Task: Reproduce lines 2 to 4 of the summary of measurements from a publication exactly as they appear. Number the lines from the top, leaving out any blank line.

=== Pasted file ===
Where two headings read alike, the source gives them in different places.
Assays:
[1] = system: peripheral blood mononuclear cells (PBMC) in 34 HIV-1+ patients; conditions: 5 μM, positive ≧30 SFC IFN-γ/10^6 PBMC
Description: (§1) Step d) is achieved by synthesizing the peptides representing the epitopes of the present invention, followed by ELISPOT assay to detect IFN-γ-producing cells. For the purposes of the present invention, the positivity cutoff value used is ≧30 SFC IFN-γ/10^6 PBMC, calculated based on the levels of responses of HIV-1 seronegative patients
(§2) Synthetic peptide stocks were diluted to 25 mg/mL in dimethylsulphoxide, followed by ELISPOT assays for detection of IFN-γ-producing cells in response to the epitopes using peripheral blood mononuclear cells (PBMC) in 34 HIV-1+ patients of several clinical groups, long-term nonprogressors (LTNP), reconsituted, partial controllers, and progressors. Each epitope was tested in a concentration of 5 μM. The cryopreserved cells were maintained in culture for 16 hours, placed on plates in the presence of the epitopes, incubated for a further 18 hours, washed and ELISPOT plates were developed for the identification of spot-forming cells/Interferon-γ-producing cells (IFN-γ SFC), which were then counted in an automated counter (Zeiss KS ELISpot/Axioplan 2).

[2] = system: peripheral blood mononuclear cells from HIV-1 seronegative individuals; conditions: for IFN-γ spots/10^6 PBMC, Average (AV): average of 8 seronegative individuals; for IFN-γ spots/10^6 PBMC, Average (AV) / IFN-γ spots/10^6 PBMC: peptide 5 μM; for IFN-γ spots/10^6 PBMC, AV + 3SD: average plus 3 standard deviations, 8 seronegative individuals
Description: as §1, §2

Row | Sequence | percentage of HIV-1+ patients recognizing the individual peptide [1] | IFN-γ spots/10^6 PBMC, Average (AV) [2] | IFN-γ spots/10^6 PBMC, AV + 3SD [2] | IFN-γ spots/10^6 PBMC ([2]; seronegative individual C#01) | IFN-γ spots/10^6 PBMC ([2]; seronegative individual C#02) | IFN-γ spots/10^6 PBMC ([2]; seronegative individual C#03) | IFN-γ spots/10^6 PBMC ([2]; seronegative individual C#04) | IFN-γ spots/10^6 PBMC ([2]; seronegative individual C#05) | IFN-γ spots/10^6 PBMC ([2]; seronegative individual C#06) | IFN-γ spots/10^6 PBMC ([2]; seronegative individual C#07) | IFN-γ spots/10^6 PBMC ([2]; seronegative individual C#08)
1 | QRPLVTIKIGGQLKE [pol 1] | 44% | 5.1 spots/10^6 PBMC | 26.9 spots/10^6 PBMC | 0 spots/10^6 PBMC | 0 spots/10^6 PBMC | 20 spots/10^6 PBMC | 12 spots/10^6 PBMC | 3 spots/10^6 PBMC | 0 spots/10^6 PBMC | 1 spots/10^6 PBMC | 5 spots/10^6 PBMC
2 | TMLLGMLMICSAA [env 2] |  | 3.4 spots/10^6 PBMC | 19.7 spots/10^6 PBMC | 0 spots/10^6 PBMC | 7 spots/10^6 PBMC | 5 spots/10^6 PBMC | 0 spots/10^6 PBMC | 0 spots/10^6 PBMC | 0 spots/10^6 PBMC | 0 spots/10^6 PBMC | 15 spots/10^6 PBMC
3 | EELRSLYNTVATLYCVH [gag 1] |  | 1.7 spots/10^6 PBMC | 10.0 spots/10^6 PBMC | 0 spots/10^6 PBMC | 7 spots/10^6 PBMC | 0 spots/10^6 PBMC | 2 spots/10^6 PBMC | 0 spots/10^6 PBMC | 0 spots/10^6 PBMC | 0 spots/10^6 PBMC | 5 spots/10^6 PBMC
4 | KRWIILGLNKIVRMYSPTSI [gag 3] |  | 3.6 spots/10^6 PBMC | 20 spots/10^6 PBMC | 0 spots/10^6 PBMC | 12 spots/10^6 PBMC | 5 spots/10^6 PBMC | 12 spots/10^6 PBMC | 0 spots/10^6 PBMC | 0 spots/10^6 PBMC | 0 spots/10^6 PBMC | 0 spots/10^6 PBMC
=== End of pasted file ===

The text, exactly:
Assays:
[1] = system: peripheral blood mononuclear cells (PBMC) in 34 HIV-1+ patients; conditions: 5 μM, positive ≧30 SFC IFN-γ/10^6 PBMC
Description: (§1) Step d) is achieved by synthesizing the peptides representing the epitopes of the present invention, followed by ELISPOT assay to detect IFN-γ-producing cells. For the purposes of the present invention, the positivity cutoff value used is ≧30 SFC IFN-γ/10^6 PBMC, calculated based on the levels of responses of HIV-1 seronegative patients